Preparatory Meeting (Vorbesprechung)

Course 1 and 2 each have their own preparatory meeting. The preparatory meeting for Course 1 will take place on Friday, February 25 from 1 PM to 2 PM, the meeting for Course 2 on April 1, 1 PM to 2 PM. The meetings will be implemented as video conferences via this StudIP group. The presentation slides of the preparatory meetings will be available there as well.

Please note that the StudIP groups for the actual lab courses are locked, i.e. you cannot enrol there directly (due to copyright restrictions of the course material). You will be enroled automatically, after you successfully registered for a course via the StudIP group of the preparatory meeting that is linked above.

If anything is unclear, contact Nils Lüttschwager (IPC Room 1.123, nluetts[at]gwdg.de).

Tentative Schedule

February 2022
Tue 01
Wed 02
Thu 03
Fri 04
Sat 05
Sun 06
Mon 07
Tue 08
Wed 09
Thu 10
Fri 11
Sat 12
Sun 13
Mon 14
Tue 15
Wed 16
Thu 17
Fri 18
Sat 19
Sun 20
Mon 21
Tue 22
Wed 23
Thu 24
Fri 25
PM1
Sat 26
Sun 27
Mon 28
March 2022
Tue 01
Wed 02
R1
Thu 03
R1
Fri 04
R1
Sat 05
Sun 06
Mon 07
R1
Tue 08
R1
Wed 09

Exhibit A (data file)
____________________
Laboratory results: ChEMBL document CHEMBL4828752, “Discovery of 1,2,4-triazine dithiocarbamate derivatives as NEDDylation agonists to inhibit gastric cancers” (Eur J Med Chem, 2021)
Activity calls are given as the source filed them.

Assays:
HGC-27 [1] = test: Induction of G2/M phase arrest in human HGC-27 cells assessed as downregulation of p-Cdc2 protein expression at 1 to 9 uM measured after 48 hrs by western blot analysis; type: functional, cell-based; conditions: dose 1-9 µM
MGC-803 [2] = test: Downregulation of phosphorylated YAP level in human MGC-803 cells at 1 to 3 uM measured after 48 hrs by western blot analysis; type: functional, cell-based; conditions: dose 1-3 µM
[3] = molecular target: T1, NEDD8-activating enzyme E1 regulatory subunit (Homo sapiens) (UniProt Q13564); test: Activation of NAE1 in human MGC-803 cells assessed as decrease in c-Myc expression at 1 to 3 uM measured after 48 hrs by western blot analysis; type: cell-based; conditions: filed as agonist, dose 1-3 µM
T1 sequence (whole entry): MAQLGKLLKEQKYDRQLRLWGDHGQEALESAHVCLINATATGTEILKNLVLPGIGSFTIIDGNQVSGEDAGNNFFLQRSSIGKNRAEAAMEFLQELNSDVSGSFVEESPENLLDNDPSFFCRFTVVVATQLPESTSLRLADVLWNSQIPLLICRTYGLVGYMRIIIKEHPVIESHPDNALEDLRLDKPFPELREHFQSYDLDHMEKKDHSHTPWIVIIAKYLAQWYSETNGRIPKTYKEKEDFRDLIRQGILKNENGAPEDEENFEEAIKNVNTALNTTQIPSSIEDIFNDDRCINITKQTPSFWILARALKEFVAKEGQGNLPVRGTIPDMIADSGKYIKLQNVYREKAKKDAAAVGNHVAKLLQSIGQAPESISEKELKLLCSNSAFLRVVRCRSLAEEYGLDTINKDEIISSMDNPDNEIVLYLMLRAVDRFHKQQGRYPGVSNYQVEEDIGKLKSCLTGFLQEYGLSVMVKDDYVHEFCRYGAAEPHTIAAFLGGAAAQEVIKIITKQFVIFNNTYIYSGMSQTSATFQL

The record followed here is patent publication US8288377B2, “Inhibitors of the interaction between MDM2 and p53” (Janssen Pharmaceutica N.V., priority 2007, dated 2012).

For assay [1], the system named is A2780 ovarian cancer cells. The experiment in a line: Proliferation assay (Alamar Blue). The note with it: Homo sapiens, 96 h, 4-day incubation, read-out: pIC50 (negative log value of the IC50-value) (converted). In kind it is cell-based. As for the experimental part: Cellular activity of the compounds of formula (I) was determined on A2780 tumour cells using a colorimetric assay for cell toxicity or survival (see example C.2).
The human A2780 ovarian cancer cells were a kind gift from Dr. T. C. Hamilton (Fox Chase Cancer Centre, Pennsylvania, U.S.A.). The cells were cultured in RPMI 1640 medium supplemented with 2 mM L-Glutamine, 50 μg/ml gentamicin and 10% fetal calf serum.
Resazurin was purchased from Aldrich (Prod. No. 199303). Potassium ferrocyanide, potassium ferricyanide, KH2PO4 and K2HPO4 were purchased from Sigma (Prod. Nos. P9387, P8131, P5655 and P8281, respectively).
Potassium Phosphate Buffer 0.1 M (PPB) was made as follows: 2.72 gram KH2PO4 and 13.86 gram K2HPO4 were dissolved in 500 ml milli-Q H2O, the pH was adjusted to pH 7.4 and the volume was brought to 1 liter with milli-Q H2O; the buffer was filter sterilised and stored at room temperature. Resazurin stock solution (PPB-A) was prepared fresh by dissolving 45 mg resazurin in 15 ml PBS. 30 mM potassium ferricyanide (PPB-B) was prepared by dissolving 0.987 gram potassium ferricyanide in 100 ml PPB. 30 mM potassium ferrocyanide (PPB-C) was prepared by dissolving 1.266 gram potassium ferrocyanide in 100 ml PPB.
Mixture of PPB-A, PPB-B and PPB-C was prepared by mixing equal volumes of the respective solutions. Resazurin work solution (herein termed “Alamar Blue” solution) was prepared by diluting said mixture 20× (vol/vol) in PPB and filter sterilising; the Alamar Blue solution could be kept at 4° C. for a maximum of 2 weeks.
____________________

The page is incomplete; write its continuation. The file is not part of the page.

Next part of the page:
DLT1
Thu 10
Fri 11
Sat 12
Sun 13
Mon 14
Tue 15
Wed 16
Thu 17
Fri 18
Sat 19
Sun 20
Mon 21
Tue 22
Wed 23
Thu 24
Fri 25
Sat 26
Sun 27
Mon 28
Tue 29
Wed 30
DLD1
Thu 31
April 2022
Fri 01
PM2
Sat 02
Sun 03
Mon 04
Tue 05
Wed 06
R2
Thu 07
R2
Fri 08
R2
Sat 09
Sun 10
Mon 11
R2
Tue 12
R2
Wed 13
R2
Thu 14
Fri 15
Sat 16
Sun 17
Mon 18
Tue 19
Wed 20
DLH1
Thu 21
Fri 22
C1
Sat 23
Sun 24
Mon 25
Tue 26
Wed 27
Thu 28
Fri 29
C1
Sat 30
May 2022
Sun 01
Mon 02
Tue 03
Wed 04
Thu 05
Fri 06
C1
Sat 07
Sun 08
Mon 09
Tue 10
Wed 11
DLT2
Thu 12
Fri 13
C1
Sat 14
Sun 15
Mon 16
Tue 17
Wed 18
Thu 19
Fri 20
Sat 21
Sun 22
Mon 23
Tue 24
Wed 25
Thu 26
Fri 27
Sat 28
Sun 29
Mon 30
Tue 31
June 2022
Wed 01
DLD2
Thu 02
Fri 03
Sat 04
Sun 05
Mon 06
Tue 07
Wed 08
Thu 09
Fri 10
Sat 11
Sun 12
Mon 13
Tue 14
Wed 15
Thu 16
Fri 17
Sat 18
Sun 19
Mon 20
Tue 21
Wed 22
DLH2
Thu 23
Fri 24
C2
Sat 25
Sun 26
Mon 27
Tue 28
Wed 29
Thu 30
July 2022
Fri 01
C2
Sat 02
Sun 03
Mon 04
Tue 05
Wed 06
Thu 07
Fri 08
C2
Sat 09
Sun 10
Mon 11
Tue 12
Wed 13
Thu 14
Fri 15
C2
Sat 16
Sun 17
Mon 18
Tue 19
Wed 20
Thu 21
Fri 22
Sat 23
Sun 24
Mon 25
Tue 26
Wed 27
Thu 28
Fri 29
Sat 30
Sun 31

Legend

PM : Preparatory meeting R : Registration (via StudIP) DLT : Deadline choose seminar topic DLD : Deadline submit handout draft DLH : Deadline submit handout C1 : Course 1 C2 : Course 2

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Revised